Saturday, March 29, 2008

Movie Review: John Rambo

The original suicide weapon is still full of surprises

John Rambo: When you’re pushed, killing is as easy as breathing.

I dare you. Go into this flick expecting a formula. Go in with a preconceived notion about how appalling violence is. Sit down and make up your mind that Rambo (Sylvester Stallone) is about as bad as the worst Steven Seagal/Jeanne-Claude Van Damme stuff you’ve ever been dished up. Happy? Pretty soon you are going to be eating humble pie, but watch that you don’t get your face splattered with blood.

Nobody says it better than Rambo himself. Fuck the world. He’s fed up with the world, and he has damn good reasons to be. But c’mon, are you going to sit around in the backwoods all day, or do something. “Go home,” he implores. It’s like saying, “Walk out of the movie. You don’t want to see this.” But we do, don’t we? And that’s the question: why do we want to see this?

The movie is set in Thailand, Chiang Mai in particular. The initial scenes in nature are delicately primeval. The rain, the trees, the dirty faces of the natives, the snake handling and woodsmoke all add up to John’s Life. This is life; the hard life of the Third World. He says he has lived this way for a ‘long time’.

It’s always interesting, just from a purely escapist point of view, when movies literally transport you to faraway places. We find Rambo as the everyman in exile, eeking out a living catching snakes, and otherwise proving his finesse as a hunter. This is powerful stuff for the office worker who silently rages against his boss, who is stifled behind a desk. The primitive hunting streak is something every boy is born with, and some men never outgrow it. Even Rambo tries to shed his skin. At one point he guiltily admits to himself, “You didn't kill for your country... you killed for yourself.” At some level there is bitter satisfaction in this process.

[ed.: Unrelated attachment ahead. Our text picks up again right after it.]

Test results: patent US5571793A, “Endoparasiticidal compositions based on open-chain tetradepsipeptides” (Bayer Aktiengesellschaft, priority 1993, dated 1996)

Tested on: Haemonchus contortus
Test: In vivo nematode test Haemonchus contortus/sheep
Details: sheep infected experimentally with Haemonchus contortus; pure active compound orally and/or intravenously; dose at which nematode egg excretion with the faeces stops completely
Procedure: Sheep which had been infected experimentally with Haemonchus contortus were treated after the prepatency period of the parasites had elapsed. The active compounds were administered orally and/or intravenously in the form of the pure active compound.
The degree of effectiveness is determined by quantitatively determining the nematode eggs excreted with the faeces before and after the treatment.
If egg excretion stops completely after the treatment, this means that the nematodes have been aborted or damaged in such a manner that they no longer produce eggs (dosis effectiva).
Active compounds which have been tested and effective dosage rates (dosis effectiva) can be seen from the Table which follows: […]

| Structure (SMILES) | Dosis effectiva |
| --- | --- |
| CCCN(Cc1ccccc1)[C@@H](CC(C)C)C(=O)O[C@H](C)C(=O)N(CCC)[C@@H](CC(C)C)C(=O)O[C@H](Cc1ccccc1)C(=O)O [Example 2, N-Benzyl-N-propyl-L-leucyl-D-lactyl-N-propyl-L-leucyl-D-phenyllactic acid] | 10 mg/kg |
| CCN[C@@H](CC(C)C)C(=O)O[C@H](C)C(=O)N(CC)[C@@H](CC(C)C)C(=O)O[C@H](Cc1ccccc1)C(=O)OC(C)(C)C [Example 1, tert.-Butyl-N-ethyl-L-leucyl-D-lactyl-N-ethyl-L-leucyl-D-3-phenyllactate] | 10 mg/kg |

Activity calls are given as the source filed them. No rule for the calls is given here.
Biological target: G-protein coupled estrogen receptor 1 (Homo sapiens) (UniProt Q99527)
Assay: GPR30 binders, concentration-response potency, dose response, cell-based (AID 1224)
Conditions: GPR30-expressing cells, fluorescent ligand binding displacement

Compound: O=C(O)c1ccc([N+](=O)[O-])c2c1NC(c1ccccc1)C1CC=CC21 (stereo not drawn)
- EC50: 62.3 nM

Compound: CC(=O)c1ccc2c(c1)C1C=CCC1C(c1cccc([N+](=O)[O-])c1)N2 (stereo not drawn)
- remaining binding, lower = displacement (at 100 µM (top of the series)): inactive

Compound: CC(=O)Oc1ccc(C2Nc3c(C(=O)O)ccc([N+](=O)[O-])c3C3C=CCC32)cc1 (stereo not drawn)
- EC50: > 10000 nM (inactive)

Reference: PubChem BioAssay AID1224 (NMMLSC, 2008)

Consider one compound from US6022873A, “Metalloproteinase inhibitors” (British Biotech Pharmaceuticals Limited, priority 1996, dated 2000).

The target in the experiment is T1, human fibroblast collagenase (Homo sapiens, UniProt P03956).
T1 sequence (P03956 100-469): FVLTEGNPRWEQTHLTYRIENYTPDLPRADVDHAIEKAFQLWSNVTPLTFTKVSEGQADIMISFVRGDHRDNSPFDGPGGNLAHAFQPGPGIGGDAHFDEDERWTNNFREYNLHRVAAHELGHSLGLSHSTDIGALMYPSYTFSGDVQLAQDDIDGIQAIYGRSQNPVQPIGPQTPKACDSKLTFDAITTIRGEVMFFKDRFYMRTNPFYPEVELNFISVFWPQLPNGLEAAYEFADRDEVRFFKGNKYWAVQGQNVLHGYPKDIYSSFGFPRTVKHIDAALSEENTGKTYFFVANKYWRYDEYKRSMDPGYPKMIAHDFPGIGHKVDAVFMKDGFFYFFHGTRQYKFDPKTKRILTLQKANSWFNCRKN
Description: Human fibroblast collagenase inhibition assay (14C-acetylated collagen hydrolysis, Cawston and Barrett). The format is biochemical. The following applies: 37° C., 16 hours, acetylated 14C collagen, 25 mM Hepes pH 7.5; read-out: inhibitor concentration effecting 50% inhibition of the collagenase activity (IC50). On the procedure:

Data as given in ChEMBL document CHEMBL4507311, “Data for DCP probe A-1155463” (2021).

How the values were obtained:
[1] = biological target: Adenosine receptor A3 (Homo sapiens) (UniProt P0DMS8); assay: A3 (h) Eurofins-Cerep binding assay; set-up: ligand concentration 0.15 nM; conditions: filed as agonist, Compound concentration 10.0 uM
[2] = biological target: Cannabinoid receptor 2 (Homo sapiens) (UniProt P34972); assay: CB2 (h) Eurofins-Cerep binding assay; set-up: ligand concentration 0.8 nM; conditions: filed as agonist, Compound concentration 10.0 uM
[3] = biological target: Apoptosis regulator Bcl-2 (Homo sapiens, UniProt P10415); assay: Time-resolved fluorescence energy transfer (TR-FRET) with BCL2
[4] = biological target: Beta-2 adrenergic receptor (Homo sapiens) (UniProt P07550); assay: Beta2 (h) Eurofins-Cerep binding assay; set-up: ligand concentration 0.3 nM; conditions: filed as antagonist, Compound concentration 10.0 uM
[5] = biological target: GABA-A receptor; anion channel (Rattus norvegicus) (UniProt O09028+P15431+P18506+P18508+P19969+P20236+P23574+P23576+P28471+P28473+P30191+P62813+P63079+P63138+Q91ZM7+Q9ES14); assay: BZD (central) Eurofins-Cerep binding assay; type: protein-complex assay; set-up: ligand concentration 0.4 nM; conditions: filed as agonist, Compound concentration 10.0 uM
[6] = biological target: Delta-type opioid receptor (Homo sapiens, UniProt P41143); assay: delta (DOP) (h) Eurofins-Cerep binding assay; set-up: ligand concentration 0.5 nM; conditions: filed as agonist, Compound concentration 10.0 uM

Rambo is approached by a group of American Christians (including Julie Benz as“Dexter”), who ask him to pilot them across the northern border, taking the Salween River into the Burmese civil war. Rambo isn’t interested. But the tagline says it all, doesn’t it: ‘Heroes never die…they just reload.’

While some will recite all the clichés about Rambo movies, this is a lesson that bears repeating: it’s a big bloody mistake to get involved in foreign wars. Revenge, survival, and antagonism – these drives came across powerfully. And it is often religious beliefs that compel us to ignore the obvious dangers.

Lewis: God didn't save you, we did.

We are all born with an innate sense of indignation. Hurt me or my people long enough and you will pay the price with interest. Is it coincidence that one of the characters is Mike Burnett (the same name behind the survivor series?)

This film is about atrocity but probably not in the way many people expect; it is visceral and bloody, but John Rambo holds back until what feels like the last moment. The insuing carnage is vicious and disturbing, in ways that illict the grittiness of Saving Private Ryan, except the screen literally spatters with blood.

Although many will slate this movie (Rotten Tomatoes gives it a 3/10), and many will be dismissive, I found it very well done as a critique on war, but not only a critique – it allows the viewer to probe their own attitudes towards violence (and satisfaction through violence). Blind idealism sometimes seems sensible, even good, but the real world is often merciless. Somehow John Rambo’s simple words do ring true, now more than ever (especially with Afghanistan and Iraq echoing over the news). You can’t change the world. You can only change your world.

Rating: 7.5/10

Running Time: 91 minutes.
Rated R for strong graphic bloody violence, sexual assaults, grisly images and language.

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